India's ONGC expands Russian footprint
The Oil and Natural Gas Corporation has taken a 15% stake in the Vankor oilfield
India’s Oil and Natural Gas Corporation (ONGC) has taken a 15% stake in Rosneft’s prolific Vankor oilfield as part of its accelerating global expansion drive.
The sale price has not been officially announced, but local media reports peg the deal at between $1.275bn and $1.35bn for the East Siberian field, Russia’s biggest discovery in the past 25 years, and smaller clusters.
It will be ONGC’s third major investment in Russia’s upstream, after Sakhalin-1, largely considered a success, and its acquisition of Imperial Energy, purchased when oil prices were at a peak, and widely seen as a failure, said Abhishek Agarwal, an India-focused energy analyst at investment bank Macquarie. Given the timing of the latest investment, when oil prices are weak, analysts view this as a long-term strategic move to bolster India’s energy security.
India, which imports most of its oil, is set to overtake China as the largest source of growth in global oil demand by 2020, data from the International Energy Agency show. To help meet this expected demand ONGC has planned an aggressive $180bn global investment push to take on Chinese rivals and drive foreign production up sevenfold by 2030.
Vankor is one of the jewels in Rosneft’s crown, producing 22m tonnes of oil last year. Still, the deal price announced in the news flow is below Moscow-based VTB Capital’s estimate of $1.5bn to $1.8bn for 15% of the Vankor cluster, signaling that ONGC might have used the Russian firm’s urgent need for capital to secure a good price.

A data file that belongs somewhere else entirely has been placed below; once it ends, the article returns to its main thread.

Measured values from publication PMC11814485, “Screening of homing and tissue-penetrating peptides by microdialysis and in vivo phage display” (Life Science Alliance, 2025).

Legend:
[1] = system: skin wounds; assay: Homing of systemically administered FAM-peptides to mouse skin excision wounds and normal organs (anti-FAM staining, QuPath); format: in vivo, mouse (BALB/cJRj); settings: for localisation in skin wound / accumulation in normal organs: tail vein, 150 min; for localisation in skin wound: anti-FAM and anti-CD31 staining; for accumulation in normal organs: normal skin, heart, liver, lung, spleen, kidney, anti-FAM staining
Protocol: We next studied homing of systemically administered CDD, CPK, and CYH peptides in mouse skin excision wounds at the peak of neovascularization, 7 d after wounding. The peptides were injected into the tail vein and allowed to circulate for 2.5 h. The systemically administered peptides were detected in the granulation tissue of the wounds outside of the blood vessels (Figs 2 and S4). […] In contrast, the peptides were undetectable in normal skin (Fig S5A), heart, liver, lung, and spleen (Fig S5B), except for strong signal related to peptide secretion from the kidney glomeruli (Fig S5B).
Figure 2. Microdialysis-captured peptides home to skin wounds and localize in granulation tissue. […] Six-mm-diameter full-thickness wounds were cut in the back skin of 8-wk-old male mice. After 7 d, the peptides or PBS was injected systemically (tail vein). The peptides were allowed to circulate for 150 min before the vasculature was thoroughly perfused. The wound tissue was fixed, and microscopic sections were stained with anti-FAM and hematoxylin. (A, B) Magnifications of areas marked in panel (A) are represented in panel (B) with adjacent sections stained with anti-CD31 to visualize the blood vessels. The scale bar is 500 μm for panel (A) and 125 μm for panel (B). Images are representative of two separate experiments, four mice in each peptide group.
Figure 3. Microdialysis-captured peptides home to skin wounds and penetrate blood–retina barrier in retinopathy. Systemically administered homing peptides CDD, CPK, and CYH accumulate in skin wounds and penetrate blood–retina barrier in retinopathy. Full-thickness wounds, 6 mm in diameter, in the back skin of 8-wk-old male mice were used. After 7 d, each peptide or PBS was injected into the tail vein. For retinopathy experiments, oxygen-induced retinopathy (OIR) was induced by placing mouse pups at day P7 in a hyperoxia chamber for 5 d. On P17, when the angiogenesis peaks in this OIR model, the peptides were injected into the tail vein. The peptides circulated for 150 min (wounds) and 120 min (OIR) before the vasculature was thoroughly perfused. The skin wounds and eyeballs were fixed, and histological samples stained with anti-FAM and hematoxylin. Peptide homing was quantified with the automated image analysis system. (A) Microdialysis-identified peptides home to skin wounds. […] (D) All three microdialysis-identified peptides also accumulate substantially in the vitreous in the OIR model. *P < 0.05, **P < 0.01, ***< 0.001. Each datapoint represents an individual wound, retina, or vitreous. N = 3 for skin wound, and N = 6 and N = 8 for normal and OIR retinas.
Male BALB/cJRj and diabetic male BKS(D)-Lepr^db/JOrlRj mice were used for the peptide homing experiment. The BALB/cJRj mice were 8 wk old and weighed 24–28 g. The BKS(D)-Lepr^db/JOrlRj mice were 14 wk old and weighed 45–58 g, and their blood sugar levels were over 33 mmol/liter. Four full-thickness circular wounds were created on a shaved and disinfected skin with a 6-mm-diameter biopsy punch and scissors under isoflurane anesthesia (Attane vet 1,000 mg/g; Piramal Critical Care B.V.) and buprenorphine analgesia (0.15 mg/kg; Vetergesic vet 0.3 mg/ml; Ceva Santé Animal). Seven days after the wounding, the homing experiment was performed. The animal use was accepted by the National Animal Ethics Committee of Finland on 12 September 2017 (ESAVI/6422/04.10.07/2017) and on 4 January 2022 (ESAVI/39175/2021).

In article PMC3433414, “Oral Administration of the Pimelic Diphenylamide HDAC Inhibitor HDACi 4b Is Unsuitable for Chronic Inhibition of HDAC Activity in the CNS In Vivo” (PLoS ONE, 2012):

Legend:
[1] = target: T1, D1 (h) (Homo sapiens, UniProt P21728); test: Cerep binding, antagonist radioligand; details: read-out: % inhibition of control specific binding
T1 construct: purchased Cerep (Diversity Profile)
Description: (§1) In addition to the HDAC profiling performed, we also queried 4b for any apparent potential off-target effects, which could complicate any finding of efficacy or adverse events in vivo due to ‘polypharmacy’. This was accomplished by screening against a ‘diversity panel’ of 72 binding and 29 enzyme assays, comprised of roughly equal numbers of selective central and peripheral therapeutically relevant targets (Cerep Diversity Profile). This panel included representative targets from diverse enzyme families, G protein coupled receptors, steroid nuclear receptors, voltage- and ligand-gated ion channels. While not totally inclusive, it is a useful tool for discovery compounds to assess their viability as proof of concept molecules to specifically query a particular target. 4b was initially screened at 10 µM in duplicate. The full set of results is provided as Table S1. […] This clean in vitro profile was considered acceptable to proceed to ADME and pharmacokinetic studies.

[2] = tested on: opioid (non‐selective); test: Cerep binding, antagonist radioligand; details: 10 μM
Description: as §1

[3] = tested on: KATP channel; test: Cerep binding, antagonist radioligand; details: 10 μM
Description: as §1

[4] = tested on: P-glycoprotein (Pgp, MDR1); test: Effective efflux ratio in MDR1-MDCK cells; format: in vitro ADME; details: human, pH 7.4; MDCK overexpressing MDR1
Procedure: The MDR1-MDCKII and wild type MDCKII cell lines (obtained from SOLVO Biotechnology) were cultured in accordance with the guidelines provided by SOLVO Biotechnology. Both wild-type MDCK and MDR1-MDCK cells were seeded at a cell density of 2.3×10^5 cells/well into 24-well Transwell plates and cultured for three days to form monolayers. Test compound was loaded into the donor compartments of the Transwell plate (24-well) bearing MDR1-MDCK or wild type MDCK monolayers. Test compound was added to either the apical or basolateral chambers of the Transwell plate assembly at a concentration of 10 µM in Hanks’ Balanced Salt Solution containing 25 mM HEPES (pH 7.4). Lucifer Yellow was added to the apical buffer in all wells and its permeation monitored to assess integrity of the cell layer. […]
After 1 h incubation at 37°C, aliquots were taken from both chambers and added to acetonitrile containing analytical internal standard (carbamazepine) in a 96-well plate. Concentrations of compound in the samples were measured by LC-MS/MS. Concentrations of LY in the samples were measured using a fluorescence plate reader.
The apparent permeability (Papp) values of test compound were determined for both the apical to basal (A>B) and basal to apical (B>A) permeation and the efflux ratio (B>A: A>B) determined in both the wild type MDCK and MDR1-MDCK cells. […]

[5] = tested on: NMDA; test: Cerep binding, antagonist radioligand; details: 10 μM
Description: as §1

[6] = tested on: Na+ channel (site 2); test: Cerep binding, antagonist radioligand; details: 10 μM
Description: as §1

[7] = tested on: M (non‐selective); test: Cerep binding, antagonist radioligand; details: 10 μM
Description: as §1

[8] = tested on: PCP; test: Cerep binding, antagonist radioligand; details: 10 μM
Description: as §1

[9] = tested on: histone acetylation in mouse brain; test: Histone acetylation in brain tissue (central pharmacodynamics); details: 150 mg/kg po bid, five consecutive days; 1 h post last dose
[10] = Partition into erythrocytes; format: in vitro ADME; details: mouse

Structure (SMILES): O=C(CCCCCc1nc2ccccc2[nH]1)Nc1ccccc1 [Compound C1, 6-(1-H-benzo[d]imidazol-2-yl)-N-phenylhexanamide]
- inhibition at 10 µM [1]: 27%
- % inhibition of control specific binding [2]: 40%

Struggling with hefty debts and lower oil prices and barred by sanctions from raising fresh funds in western capital markets, Russia’s state-backed oil companies have been courting Asian investors. China’s CNPC is also in talks to take a 10% stake in the Vankor fields.
Production at the field averages 442,000 barrels/day of oil. ONGC’s share will be 66,000 b/d. ONGC is expected to get two board seats and oil dividends but no control over output, which would have required a 25% stake, said Agarwal. The deal should be tied up by March 2016.
Vankor, launched by Rosneft in August 2009, is Russia's northernmost onshore oil project. It is part of Russia's push to tap new, challenging regions, such as the Arctic offshore and East Siberia as oil deposits in West Siberia, the heartland of the country’s oil production, are gradually depleted.
Production at Vankor, which had initial recoverable reserves of 500m tonnes of oil and condensate, plus 182bn cubic metres of gas, has been complicated by harsh climate, with winter temperatures falling as low as minus 60 Celsius.
The nearby cluster fields, Suzun, Tagul and Lodochnoye, will be launched within the next few years with Suzun expected to start production by the end of next year. The three fields hold 395m tonnes of initial in-place oil and condensate reserves.
Rosneft originally planned for Vankor to reach peak output of 25m tonnes/ year (500,000 b/d) in 2013. It will now do so in 2019 – and only with the help of the nearby fields acquired with the $55bn takeover of TNK-BP two years ago.
Meanwhile, ONGC is not the only Asian NOC taking an interest in Russia’s energy sector. During a recent visit to Beijing, Russian president Vladimir Putin announced a package of deals with Chinese state-backed companies to help develop Russia’s eastern regions.
Rosneft and Sinopec agreed to jointly develop Russkoye and Yurubcheno-Tokhomskoye, two of Rosneft’s fields in Siberia. Under the preliminary deal, Sinopec has the right to buy a 49% stake in the exploration licences. ONGC has also been in talks with Rosneft over the Yurubcheno-Tokhomskoye field. Sinopec also preliminarily agreed to take an interest in Sibur, Russia’s largest petrochemicals company.
ChemChina Petrochemical Corporation signed an initial agreement with Rosneft to buy 51% of the Far Eastern Petrochemical Company in early September.
Private Russian gas producer Novatek also sealed a long-awaited Chinese capital injection as Beijing’s state-controlled Silk Road Fund agreed to buy a 9.9% interest in the Yamal LNG export scheme, whose shareholders include French major Total and China’s CNPC.